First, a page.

1978 Volume 27 Issue 12 Pages 709-714
Since Japan belongs to the temperate monsoon climate, thee seasonal difference of the origin of air mass is very clear. Thus the tritium concentration in precipitationn changes seasonally ccording to the origin of air masses.
The author measured the tritium concentration in precipitation of Tokyo for every ten-day period from August 1972 to May 1974. Judging from the daily synoptic weather chart, the rainfall-inducing air masses in Japan were classified into five types; polar maritime air mass (Pm), polar continental air mass (Pc), tropical maritime air mass (Tm), tropical continental air mass (Tc), and equatorial maritime air mass (Em) (Fig. 3) . And the precipitation for every ten-day period sampled for tritium measurement were classified into these five types (Table 2) .
Based on this classification, it is confirmed that there exist clear difference in the tritium concentration between the rainfall from the continental air mass and ones from the maritime air mass (Table 3) . It is characteristic that the tritium concentration in rainfall induced by.equatonal maritime air mass such as typhoon in summer and early fall season is very low whereas the tritium concentration in rainfall and snowfall induced directly by the polar continental air mass in late winter season is very high. The regional difference of the tritium concentration in intermonthly precipitation could considerably be explained by this synoptic meteological classification of rainfall-inducing air mass.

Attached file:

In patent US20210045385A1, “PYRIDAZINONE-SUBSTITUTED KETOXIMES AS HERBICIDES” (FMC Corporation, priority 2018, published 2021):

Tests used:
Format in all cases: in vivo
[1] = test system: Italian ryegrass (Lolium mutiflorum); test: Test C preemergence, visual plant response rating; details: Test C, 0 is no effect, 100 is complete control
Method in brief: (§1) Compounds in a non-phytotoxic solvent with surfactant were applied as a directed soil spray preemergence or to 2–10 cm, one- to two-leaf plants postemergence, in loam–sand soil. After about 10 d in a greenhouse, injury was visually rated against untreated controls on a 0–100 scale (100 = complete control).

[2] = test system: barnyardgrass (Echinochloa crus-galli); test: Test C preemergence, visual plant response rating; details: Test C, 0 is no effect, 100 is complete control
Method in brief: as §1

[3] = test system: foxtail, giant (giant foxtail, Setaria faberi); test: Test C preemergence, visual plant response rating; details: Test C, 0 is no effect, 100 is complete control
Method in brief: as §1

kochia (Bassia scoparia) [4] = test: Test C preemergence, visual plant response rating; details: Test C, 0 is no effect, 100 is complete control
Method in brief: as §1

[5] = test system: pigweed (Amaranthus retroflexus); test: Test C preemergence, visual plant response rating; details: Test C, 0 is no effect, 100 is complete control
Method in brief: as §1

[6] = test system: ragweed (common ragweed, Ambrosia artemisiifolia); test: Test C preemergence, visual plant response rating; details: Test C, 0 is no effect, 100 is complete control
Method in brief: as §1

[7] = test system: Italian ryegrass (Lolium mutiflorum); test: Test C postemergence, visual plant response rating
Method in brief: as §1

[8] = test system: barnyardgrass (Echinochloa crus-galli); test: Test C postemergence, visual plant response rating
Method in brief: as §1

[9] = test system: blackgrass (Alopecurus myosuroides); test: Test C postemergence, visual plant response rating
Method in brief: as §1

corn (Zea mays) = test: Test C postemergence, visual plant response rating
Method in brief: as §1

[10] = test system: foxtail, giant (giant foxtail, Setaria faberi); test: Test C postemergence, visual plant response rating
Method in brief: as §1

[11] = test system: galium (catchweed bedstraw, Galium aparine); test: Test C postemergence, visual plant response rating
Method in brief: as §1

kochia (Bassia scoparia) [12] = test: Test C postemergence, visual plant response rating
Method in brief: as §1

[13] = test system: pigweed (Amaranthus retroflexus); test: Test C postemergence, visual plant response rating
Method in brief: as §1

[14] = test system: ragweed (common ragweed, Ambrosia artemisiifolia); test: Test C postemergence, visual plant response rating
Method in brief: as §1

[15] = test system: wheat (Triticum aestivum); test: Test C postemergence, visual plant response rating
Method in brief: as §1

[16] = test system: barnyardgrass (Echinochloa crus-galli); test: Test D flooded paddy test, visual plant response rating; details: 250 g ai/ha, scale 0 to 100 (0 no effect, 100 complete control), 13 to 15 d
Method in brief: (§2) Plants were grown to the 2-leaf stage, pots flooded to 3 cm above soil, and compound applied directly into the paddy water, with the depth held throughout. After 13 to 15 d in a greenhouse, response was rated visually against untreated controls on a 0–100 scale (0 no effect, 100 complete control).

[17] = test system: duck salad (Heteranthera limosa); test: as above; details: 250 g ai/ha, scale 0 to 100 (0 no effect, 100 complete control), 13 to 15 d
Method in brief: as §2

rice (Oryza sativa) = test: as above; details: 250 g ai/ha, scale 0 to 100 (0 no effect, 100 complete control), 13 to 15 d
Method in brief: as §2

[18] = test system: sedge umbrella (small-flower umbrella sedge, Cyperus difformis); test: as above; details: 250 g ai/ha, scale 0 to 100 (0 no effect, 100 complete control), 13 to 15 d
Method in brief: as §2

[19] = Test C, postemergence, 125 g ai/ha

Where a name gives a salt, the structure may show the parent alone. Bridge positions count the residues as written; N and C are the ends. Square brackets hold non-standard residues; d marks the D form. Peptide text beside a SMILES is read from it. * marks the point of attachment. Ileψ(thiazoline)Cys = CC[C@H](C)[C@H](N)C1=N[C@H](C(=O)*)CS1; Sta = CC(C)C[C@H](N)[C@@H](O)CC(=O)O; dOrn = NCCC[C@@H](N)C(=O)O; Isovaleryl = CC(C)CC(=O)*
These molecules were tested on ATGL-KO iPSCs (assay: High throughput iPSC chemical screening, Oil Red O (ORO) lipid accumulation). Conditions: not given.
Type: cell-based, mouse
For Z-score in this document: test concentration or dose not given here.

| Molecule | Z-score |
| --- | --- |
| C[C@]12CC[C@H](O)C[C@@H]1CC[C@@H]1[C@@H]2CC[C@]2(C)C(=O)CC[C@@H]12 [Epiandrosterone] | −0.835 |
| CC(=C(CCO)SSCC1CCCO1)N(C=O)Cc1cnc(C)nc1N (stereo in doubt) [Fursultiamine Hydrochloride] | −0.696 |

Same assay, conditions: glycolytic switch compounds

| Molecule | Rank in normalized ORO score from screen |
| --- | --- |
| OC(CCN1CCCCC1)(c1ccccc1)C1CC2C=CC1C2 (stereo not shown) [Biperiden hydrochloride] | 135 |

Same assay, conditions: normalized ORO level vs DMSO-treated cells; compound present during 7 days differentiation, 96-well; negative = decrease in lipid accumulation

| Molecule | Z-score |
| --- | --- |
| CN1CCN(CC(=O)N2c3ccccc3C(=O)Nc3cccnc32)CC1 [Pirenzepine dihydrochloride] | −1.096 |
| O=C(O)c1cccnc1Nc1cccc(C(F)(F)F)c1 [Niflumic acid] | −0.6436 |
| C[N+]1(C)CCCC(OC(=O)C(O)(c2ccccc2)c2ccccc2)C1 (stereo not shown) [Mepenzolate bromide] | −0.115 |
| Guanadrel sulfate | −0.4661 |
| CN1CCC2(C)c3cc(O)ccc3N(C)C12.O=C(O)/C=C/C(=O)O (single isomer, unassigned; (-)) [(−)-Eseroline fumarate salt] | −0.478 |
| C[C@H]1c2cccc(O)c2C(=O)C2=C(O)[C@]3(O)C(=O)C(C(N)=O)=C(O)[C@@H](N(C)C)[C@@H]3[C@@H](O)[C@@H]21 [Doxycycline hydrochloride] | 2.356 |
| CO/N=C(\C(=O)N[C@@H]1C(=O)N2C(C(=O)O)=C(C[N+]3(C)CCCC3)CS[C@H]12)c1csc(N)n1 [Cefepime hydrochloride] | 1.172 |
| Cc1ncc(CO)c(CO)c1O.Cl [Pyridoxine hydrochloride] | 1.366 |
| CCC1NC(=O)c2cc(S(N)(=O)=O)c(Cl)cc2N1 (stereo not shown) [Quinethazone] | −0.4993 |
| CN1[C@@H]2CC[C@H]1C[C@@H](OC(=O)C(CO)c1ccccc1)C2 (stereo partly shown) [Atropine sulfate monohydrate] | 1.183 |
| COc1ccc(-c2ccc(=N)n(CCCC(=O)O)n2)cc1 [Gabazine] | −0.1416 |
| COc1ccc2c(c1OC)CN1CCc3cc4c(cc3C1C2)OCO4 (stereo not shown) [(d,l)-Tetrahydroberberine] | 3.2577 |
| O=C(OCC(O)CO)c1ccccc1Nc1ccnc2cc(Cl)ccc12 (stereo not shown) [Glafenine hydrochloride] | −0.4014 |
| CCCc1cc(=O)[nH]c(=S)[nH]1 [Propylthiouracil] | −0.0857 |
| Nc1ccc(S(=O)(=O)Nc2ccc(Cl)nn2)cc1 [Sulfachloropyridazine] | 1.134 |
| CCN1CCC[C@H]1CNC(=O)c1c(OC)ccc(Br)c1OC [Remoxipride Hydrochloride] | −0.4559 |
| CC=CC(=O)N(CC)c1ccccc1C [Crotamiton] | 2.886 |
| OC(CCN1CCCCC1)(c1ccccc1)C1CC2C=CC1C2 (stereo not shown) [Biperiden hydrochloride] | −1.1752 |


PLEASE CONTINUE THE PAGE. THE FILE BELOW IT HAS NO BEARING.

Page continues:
In spite of these regional differences rences of tritium concentration in precipitation, use of the tritium concentration of Tokyo as a representative value of Japan may be allowed because of the similarities of the changing pattern and annual mean tritium concentration.
The time series variations of tritium concentration in precipitation of Tokyo from August 1972 to December 1977, Tsukuba from December 1976 to Apri1 1978, and Nagaoka from April 1977 to March 1978 are listed in Fig. 2.